New Jersey currently imposes two types of death taxes – the estate tax and the inheritance tax. The state’s current estate tax exemption is $675,000, the lowest in the country. 

On October 14, 2016, Governor Christie signed into law new legislation that repeals the New Jersey estate tax for those dying on or after January 1, 2018, and increases the estate tax exemption to $2 million for those dying between January 1, 2017 and December 31, 2017.  The inheritance tax in New Jersey will continue in force following the January 1, 2018 effective date of the estate tax repeal. 

Inheritance tax is levied on property passing to beneficiaries other than: (1) a spouse or civil union partner of the decedent, (2) grandparents, parents, children, grandchildren, or other lineal descendants, or (3) a State, political subdivision or non-profit organization.  Thus, the New Jersey inheritance tax will continue in effect for property passing to siblings, nieces and nephews, and non-related individuals at rates ranging from 11% to 16%. 

It is a misconception that the repeal of New Jersey’s estate tax means that estate planning and will preparation will be simplified, or that New Jersey residents will no longer need to plan for their estates, and it is important not to buy into that line of reasoning.

Although New Jersey’s estate tax is scheduled to be eliminated at the start of 2018, the federal estate tax will remain in force.  The federal estate tax exemption (currently $5,450,000 per person) and federal estate tax rates (which currently top off at 40%) have a history of being adjusted.  In fact, it is likely we’ll see changes to the federal estate tax at some point after the 2016 presidential election.

Such changes may range from either complete repeal (on the one extreme) to a continuation of the federal estate tax with a reduced exemption and increased tax rates – potentially up to 65% rate for ultra-large estates.  Thus, for residents of New Jersey with substantial assets, federal death tax planning continues to be important.  In addition, just as the federal government has a history of adjusting the rules concerning estate tax and exemptions, New Jersey may well follow suit as well. With a forecasted budget deficit of over $1 billion and a new governor in place prior to full repeal, we can likely expect more tax law changes in New Jersey in 2017 or 2018.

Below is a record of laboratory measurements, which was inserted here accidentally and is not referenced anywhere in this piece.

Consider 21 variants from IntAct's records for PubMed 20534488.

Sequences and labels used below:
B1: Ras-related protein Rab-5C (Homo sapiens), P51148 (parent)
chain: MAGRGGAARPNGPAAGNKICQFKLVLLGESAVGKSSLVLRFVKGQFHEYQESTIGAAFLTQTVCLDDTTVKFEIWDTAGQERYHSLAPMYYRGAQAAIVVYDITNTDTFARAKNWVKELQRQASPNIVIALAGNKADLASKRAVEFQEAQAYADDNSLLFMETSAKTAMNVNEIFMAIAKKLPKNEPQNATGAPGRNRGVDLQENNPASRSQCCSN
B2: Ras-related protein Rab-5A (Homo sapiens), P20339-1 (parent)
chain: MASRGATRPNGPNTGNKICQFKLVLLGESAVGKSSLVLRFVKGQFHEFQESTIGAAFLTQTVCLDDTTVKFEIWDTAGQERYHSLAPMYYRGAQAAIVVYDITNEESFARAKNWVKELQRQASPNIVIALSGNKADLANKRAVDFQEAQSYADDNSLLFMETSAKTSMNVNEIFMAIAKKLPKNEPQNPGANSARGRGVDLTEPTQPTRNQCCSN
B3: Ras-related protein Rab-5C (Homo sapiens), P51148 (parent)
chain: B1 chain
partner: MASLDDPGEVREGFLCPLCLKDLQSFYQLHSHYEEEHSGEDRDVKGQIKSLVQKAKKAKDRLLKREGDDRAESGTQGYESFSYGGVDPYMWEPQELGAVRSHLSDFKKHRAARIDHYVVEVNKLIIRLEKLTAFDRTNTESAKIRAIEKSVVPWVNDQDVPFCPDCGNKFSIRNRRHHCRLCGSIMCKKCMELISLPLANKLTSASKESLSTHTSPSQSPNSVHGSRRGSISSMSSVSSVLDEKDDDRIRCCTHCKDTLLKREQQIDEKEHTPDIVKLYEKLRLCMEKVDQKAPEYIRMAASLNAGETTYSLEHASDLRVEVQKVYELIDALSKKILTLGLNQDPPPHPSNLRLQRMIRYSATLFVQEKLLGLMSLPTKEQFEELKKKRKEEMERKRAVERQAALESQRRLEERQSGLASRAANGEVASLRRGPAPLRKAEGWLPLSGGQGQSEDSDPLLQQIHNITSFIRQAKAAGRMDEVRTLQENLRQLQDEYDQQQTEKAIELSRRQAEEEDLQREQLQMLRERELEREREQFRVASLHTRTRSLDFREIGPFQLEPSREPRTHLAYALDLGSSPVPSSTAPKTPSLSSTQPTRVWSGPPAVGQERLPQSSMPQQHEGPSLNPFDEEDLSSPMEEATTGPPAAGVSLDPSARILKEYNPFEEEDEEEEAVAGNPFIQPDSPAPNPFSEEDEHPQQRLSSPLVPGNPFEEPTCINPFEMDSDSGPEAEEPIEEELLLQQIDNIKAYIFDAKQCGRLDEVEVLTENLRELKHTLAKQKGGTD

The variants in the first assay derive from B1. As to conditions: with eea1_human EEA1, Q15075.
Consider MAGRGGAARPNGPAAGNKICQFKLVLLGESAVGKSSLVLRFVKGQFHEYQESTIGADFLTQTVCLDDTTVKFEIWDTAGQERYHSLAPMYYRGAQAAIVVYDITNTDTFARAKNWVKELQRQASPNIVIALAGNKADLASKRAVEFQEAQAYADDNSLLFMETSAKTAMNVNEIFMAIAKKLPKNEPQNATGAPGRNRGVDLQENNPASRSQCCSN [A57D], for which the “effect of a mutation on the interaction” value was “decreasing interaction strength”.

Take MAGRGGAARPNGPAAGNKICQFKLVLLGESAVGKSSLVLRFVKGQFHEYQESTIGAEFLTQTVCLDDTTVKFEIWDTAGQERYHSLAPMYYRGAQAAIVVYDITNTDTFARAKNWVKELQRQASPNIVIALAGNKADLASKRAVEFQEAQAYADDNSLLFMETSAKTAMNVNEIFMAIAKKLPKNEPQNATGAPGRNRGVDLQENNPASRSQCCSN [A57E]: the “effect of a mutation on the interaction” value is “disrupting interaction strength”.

Tax planning is just one of the many facets of estate planning.  Importantly, a will sets forth to whom assets shall pass.  In the absence of a will, a decedent’s assets pass in accordance with the New Jersey intestacy statutes, likely not yielding desirable results.  In addition, will planning with trusts continues to be an integral component of estate planning, not just for death tax savings but for preservation and management of assets, planning for minor and disabled children, asset protection, Medicaid planning and charitable planning.   Further, appointment of fiduciaries is accomplished by a will including appointment of guardians for minor children. 

Finally, since the federal estate tax exemption has spiked in recent years, we have witnessed a corresponding rise in estate litigation and controversy matters arising from inadequate (or a complete lack of) planning.  Estate litigation and controversy are expensive, exacting both financial and emotional costs on families and often resulting in incurable riffs within families. These risks can be minimized or eliminated with proper planning.